In order to prove (2.16) we assume that there exists such that either or holds and we show the contradiction. For the sake of simplicity let us assume the former case holds. The latter case can be treated in the same way.By the estimate of from the above we have, for any, there exists a neighborhood V of such that if then and hold. Hence we have

(2.17)

If then the right hand side of (2.17) is negative. Therefore is decreasing near. This implies that does not tend to when. Because is continuous, we have. This is a contradiction. Hence we have the desired estimate.

We shall prove the existence of a global solution. Set and let be the maximal interval for which and are defined. If, then we are done. Assume that We will show that the limits and exist. We set where is the right hand sides of the Equations (1.1)-(1.4), respectively. We write (1.1)-(1.4) into an equivalent system of integral equations

(2.18)

By the apriori estimates from the above, is bounded on. Hence there exists M such that It follows that the limit exists. If we define, then is continuous up to. We will show that it is. For this purpose it is sufficient to show that We note that is Lipschitz continuous in each variable because we have apriori estimates of N and. Namely there exists C > 0 independent of N and such that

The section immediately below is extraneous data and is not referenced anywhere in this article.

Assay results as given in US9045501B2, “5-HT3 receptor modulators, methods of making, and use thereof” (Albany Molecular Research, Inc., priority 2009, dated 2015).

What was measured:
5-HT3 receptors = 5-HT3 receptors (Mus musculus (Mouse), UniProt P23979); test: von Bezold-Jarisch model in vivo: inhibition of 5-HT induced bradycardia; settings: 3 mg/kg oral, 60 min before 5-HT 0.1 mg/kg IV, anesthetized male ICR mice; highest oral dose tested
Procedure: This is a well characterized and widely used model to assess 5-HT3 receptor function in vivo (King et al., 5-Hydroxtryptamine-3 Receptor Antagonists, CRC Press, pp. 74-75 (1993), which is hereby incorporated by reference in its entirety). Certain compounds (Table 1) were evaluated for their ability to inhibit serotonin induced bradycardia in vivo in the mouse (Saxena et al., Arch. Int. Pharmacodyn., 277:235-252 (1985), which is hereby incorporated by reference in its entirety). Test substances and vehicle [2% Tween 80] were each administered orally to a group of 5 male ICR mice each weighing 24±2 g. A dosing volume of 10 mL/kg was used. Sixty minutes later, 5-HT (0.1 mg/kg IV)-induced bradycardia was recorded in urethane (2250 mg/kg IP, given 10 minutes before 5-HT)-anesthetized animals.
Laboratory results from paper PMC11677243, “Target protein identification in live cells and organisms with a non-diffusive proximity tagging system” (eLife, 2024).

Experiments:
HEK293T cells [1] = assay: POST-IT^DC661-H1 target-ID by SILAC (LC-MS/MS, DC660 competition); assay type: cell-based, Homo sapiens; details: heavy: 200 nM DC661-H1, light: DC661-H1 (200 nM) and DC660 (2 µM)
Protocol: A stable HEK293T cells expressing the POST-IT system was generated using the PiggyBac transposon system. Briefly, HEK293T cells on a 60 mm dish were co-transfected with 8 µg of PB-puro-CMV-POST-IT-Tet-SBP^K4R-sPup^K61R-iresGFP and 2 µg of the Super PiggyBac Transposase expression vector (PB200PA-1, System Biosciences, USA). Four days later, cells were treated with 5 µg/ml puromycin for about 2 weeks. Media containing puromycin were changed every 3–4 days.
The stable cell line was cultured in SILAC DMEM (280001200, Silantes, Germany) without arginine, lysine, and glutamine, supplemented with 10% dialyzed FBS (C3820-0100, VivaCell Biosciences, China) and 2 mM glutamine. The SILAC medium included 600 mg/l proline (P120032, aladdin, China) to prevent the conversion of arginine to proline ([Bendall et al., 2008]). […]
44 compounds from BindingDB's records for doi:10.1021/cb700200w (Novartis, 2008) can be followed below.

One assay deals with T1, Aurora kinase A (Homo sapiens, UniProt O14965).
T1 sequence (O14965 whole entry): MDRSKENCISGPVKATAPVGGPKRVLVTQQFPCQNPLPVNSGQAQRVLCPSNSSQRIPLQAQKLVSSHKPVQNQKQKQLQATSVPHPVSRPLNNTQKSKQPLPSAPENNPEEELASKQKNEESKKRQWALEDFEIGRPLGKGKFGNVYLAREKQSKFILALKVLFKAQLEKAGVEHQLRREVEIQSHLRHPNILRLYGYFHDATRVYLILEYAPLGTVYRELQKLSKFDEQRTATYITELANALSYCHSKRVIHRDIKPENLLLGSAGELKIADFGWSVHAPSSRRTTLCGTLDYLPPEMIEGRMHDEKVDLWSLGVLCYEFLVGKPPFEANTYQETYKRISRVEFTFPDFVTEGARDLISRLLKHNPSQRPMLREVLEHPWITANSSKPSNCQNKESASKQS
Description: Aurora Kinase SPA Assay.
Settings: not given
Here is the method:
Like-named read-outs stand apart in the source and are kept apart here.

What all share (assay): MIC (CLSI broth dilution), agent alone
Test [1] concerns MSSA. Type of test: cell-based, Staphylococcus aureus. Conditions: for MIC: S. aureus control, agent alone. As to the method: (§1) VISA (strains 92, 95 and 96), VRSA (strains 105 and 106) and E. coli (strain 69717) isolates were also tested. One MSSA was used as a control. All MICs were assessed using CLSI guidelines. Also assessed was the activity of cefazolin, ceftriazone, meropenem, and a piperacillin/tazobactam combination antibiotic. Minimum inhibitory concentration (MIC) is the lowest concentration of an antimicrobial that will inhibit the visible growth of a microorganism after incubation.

Hence, by (1.1)-(1.4) we have

This proves the assertion. We can similarly prove for .We can solve (1.1)-(1.4) with the initial values and at. Then by the unique existence of the solution we can extend and to some neighborhood of. This contradicts to the definition of. Hence we have. This ends the proof.

**Remark.** 1) We remark that the apriori estimate of a solution does not depend on the cost of evolution and the additive genetic variance g>0. This means that the evolution of a character has little effect to the bound of sum of populations of three species.

2) As a corollary to Theorem 2 we see that if there is no effect of evolution, i.e., then (1.1)- (1.3) with the initial condition (1.6) has a unique global solution. Indeed, (1.1)-(1.4) can be split into (1.1)-(1.4), The latter equation can be integrated. In view of the uniqueness of the solution of (1.1)-(1.4) we see that (1.1)-(1.3) has a unique solution.

3. Intermittency of Evolution Effect

We shall study the effect of evolution to dynamics of (1.1)-(1.4).More precisely, we will study how the dynamics of (1.4) is related with that of (1.1)-(1.3).By setting we write (1.4) in the form

(3.1)